One of the biggest challenges, I find, for new business owners is for them to move from working in the business to working on the business.
You are so engaged in building and selling your product or service that you "don't have time" to focus on strategy and the next round of changes for the business to survive and grow. The result is a business plateau that hits you like a ton of bricks.
As a business adviser, when I bring this up, at best I will hear the defense that you are focused on the strategy of the moment, such as such as how to increase sales, or reach a new market.
I have to admit that I have struggled with this myself many times, trying to understand all the dimensions of strategy, which has always seemed like an amorphous and overwhelming subject.
I was happy to see some good guidance on this subject in a new book, Outsizing: Strategies to Grow Your Business, Profits, and Potential, by Steve Coughran, a thought leader and consultant in this area. He outlines six dimensions of a winning business strategy, with some practical, research-based steps that I like, to focus on in achieving extraordinary results:
1. Above all, deliver an exceptional total customer experience.
The most successful companies today build a strategy to proactively anticipate the needs of their customers, as a group and individually, and totally delight them with all aspects of the shopping experience: value, delivery, and help with any follow-on questions or problems.
For example, Apple has been a master at this, developing products like the iPod and iPhone before customers even knew they needed them, creating Apple Stores with a whole new shopping and support experience, and intuitive usage needing no manuals.
2. Highlight your competitive value, not your technology.
This may sound obvious, but I still see too many companies with a strategy of highlighting technology improvements and features, rather than their value compared with competitors'.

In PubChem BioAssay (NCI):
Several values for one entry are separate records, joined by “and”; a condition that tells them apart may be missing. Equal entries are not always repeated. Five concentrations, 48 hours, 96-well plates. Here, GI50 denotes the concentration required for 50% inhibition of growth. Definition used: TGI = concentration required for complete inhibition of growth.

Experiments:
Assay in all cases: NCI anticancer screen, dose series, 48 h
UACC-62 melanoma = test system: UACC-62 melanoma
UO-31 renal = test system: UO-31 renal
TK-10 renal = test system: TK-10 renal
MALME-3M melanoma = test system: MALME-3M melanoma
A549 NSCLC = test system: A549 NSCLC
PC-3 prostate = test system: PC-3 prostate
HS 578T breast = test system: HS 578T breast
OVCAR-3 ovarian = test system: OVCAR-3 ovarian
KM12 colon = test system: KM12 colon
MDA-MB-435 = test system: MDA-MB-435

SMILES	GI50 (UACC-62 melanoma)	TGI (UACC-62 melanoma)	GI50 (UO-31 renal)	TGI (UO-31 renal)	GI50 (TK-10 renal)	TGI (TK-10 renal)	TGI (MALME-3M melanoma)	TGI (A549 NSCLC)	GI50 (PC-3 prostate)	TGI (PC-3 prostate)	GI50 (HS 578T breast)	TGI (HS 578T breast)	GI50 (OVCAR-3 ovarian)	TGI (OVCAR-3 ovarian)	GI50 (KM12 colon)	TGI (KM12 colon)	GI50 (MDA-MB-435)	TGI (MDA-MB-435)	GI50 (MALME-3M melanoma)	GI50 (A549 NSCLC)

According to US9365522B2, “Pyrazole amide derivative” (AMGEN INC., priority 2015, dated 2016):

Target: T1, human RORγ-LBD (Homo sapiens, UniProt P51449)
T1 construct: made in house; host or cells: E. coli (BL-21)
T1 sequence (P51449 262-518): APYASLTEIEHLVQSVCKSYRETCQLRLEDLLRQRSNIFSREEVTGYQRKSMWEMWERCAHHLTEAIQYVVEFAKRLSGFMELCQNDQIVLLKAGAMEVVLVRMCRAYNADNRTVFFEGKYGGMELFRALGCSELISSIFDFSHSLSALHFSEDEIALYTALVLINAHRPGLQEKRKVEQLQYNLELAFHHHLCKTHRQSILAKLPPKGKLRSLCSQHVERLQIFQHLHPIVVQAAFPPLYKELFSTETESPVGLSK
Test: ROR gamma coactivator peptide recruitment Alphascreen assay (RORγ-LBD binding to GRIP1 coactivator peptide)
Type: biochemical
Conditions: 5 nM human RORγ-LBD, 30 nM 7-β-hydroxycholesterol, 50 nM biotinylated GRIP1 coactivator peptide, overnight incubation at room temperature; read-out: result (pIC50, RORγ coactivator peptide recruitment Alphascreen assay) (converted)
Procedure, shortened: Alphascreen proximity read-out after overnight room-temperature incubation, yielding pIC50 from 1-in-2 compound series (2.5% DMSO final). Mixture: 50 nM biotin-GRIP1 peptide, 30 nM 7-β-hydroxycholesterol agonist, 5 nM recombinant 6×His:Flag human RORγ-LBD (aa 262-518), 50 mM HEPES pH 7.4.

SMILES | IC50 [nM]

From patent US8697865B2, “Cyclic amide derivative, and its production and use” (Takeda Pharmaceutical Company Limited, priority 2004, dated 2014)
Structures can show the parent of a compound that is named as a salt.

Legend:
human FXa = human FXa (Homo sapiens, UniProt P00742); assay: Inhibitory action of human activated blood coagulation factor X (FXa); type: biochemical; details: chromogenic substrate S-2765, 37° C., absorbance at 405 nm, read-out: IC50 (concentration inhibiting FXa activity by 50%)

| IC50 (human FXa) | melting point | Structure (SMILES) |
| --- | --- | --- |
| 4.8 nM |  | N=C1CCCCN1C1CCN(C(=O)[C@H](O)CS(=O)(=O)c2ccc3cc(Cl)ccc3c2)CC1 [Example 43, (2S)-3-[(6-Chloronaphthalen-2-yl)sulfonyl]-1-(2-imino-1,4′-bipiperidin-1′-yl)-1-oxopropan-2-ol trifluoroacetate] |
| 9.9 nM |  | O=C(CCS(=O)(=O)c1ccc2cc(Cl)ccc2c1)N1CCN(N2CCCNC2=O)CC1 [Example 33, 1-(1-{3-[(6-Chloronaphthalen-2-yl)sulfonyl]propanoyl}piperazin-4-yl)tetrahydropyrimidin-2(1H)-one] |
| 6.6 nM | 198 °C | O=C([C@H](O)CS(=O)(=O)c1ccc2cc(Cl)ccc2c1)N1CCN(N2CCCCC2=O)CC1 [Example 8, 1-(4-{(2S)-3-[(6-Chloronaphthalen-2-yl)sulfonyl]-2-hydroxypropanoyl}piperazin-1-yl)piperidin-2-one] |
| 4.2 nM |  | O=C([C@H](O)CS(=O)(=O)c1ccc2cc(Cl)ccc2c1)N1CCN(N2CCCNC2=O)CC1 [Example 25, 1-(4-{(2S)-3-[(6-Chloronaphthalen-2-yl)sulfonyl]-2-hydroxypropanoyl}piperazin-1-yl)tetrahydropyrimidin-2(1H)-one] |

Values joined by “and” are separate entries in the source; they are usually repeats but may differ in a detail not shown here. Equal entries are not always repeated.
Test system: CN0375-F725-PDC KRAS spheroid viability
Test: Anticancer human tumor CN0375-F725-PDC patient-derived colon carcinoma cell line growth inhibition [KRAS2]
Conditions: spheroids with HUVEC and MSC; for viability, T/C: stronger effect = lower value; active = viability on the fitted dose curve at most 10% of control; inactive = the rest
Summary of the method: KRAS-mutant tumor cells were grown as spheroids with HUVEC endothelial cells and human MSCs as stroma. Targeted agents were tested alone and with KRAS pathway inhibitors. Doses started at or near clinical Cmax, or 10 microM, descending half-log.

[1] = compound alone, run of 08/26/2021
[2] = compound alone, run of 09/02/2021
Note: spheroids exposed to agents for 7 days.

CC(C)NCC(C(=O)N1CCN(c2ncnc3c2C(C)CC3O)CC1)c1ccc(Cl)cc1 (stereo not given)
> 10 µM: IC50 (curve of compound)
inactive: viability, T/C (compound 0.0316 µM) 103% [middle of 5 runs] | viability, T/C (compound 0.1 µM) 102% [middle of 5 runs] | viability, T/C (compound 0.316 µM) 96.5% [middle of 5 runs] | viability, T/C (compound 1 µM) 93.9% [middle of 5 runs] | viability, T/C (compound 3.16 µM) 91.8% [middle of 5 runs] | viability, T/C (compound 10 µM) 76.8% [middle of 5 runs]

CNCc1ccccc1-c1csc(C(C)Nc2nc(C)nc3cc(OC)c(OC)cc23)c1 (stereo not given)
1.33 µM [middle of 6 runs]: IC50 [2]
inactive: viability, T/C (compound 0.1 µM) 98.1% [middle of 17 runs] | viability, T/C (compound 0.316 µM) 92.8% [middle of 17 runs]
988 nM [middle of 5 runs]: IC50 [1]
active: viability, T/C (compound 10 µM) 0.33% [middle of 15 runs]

This requires constant study of what your customers value, what competitors offer, and your target market. Converting customer-centric advantages into business value requires a deep understanding of all the financial elements of your business, as well as customer drivers.
It starts with continually optimizing your business model, using analytics on all the data, and creating and using metrics to measure your performance and progress to date.
3. Seek out and capitalize on emerging opportunities.
I wish I could see around corners--and I'm envious of people like Steve Jobs and Elon Musk, who seem to have this ability. I'm sure you are too.
With a little hard work at projecting market and technology turns, as well as the courage to make bold decisions, you can move further in this direction. For example, it doesn't take a genius to see opportunities today because of the massive changes in health care, environmental concerns, social changes around the world, and the new generations of consumers.
It does, however, take effort to weave these into a strategy. That's your real challenge.
4. Unleash the potential of your team and talent.
Strong leaders continually work on a strategy of hiring, developing, and retaining the best and the brightest. Too many business owners I know push these efforts to the bottom of their priority list, in favor of the operational crisis of the moment, or until they feel gaping holes in their teams.
Most successful CEOs now recognize motivated teams and a strong culture as two of the greatest sources of competitive advantage and long-term growth. Empowering people will produce near-term and lasting results for your business.
5. Turn value creation (revenue) into value capture (profit).
Strategy is more than hashing out mission, vision, and value statements. It's making sure that these statements are financially grounded with specifics to assure an adequate return on investment for all constituents.
Focus on user counts, or revenue alone, won't make a long-term business.
Smart growth and value capture strategies usually include selling more to existing customers and your current market--and selling current products in a new market--before developing new products or carving out a new and untested space for your business.
6. Internalize the strategy process keyed to the bottom line.
Strategy can't be a one-time effort. Customers and the market don't stand still, so your strategy can't either. Efficiency is achieved through consistency and innovation, based on the bottom-line results of your business. Establish a strategic cycle of initiatives, actions, and results.
Strategy is about working on the business, as well as in it. It's hard work, and requires learning from your mistakes.
It's an exciting time to operate. You're probably standing on the edge of new and exciting opportunities. Success won't come from a random walk--build a strategy now for your future.